The station ADR discovered that ISIS used a “liaison office” in Gaziantep, which is also known as Antep, in Turkey near the Syrian border.
Other stations NDR and SWR reported:
IS [Islamic State] offers women and underage children in a kind of virtual slave market with for-sale photos. … The transfer of money, as the reporter discovered, takes place through a liaison office in Turkey. …
For weeks, NDR and SWR accompanied a Yazidi negotiator, who, on behalf of the families, negotiates with the IS for the release of the slaves and their children. … the women are sold in a digital slave market to the highest bidder. 15,000 to 20,000 US dollars are a typical price. Similar sums for ransom are also required to free Yazidis. The money is then transferred via IS-liaison offices and middlemen to the terrorist group.
NDR and SWR were present at the liberation of a woman and her three small children, aged between two and four years old, and followed the negotiations. How many Yazidi slaves are still ‘owned’ by IS is unclear. Experts estimate that there still could be hundreds.
ISIS sellers typically demand between $15,000 and $20,000 for each woman. The Yazidi families sacrifice all their money and savings to rescue their loved ones. NDR also reported that Iraqi Kurdish President Masoud Barzani has paid for some of the ransom demands, even though the money lands in the hands of ISIS.
The reports have resulted in the Gaziantep Bar Association filing “a criminal complaint against” law enforcement in the city for having “committed neglect of duty and misconduct by not taking required measures, and not carrying out preventive and required intelligence activities before the media covered the said incidents.” They demanded the courts prosecute those responsible for these crimes.
“The tragic reality is that Gaziantep is a crowded city; the suicide bombers easily cross [to Syria and Iraq]. Unfortunately, Gaziantep exports terrorism,” explained lawyer Bektas Sarkli, the head of Gaziantep Bar Association. “When you see the ammunition captured and especially take into account the money transferred here [it is clear that] ISIS easily shelters in this city. Gaziantep is the logistic site of ISIS.”
Islamic State jihadists target Yazidis because they consider the minority religious sect “devil-worshippers.” In summer 2014, ISIS terrorists invaded northern Iraq, where most Yazidis live, killing men and kidnapping women and girls for sex slavery. Mirza Ismail, founder and chairman of the Yazidi Human Rights Organization, spoke to Congress about the actions, which Yazidis argue fit the legal definition of genocide:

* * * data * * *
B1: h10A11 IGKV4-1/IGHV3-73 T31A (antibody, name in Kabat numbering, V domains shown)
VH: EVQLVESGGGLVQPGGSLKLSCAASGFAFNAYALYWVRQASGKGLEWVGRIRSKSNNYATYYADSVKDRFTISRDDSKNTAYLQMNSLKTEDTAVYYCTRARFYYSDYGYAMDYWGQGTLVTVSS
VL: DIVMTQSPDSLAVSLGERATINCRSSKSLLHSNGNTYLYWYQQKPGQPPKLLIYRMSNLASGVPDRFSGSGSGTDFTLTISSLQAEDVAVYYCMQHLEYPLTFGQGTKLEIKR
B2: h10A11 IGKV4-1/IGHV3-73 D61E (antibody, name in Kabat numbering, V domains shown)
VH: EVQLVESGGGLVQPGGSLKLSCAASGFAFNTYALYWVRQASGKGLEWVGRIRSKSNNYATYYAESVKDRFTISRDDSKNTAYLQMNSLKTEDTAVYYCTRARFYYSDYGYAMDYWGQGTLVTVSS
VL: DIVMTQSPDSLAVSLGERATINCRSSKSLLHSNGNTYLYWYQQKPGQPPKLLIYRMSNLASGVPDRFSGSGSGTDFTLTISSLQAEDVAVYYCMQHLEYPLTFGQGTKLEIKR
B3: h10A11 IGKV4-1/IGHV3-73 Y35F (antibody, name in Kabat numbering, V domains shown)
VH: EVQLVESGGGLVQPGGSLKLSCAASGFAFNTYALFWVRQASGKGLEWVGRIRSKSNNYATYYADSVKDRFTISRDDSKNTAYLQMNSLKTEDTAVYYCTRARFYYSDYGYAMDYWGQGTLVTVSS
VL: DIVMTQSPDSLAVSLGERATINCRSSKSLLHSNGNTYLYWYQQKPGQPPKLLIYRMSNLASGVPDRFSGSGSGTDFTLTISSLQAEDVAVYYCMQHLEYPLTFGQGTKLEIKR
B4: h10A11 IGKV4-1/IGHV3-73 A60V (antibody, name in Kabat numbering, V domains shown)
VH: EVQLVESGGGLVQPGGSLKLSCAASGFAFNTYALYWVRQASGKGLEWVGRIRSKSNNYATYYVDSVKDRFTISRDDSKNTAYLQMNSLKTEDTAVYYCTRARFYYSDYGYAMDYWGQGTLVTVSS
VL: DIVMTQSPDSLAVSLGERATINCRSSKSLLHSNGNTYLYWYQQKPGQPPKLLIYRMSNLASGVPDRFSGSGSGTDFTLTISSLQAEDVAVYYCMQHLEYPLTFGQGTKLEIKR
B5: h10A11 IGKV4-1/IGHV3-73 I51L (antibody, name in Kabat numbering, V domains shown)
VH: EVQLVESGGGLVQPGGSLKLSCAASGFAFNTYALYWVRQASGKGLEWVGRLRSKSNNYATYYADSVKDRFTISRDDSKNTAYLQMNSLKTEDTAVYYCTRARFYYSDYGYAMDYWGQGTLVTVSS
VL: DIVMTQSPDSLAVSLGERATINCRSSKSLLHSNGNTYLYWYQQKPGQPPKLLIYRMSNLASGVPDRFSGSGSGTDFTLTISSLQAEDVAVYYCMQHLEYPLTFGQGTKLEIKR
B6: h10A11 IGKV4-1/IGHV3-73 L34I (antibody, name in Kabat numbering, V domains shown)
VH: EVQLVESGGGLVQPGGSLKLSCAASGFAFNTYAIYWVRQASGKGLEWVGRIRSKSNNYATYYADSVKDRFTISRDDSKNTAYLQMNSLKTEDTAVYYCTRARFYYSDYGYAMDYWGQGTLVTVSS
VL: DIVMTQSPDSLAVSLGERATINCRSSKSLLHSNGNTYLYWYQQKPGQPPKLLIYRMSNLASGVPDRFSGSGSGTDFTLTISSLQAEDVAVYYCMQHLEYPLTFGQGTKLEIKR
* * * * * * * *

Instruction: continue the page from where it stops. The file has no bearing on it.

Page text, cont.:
According to many escaped women and girls to whom I spoke in Northern Iraq, the abducted Yazidis, mostly women and children, number over 7,000.
Some of those women and girls have had to watch 7-, 8-, and 9-year-old children bleed to death before their eyes, after being raped by ISIS militia multiple times a day.
I met mothers, whose children were torn from them by ISIS. These same mothers came to plead for the return of their children, only to be informed, that they, the mothers, had been fed the flesh of their own children by ISIS. Children murdered, then fed to their own mothers.
ISIS militias have burned many Yezidi girls alive for refusing to convert and marry ISIS men. Young Yezidi boys are being trained to be jihadists and suicide bombers. All of our temples in the ISIS controlled area are exploded and destroyed. Why? Because we are not Muslims, and because our path is the path of peace. For this, we are being burned alive: for living as men and women of peace.
Gatestone Institute also points out Turkey’s alleged history of aiding rebels and jihadists in Syria since the civil war broke out in 2011. Terrorists took over Azaz, a key town in Syria near the border of Turkey in September 2013, after Turkey “vocally supported the fight against forces loyal to President Bashar al-Assad and allowed weapons to cross into Syria on its southern border.” The capture of Azaz allowed easier access to Syria to the jihadists. Two months later, CNN reported on a secret route from Turkey to Syria used by Islamic State jihadists.
In July 2014, an anonymous man claiming to be an ISIS jihadist told The Jerusalem Post that Turkey funds the terrorist group. A Turkish nurse only known as E.G. complained to authorities that she is tired of treating members of ISIS. She said she is “disturbed” the militants receive treatment in Turkish hospitals even though they hold several Turkish nationals as hostages. A Western official told The Guardian that evidence seized at the compound of Abu Sayyaf, an ISIS leader, proved links between the terrorist group and the Turkish government.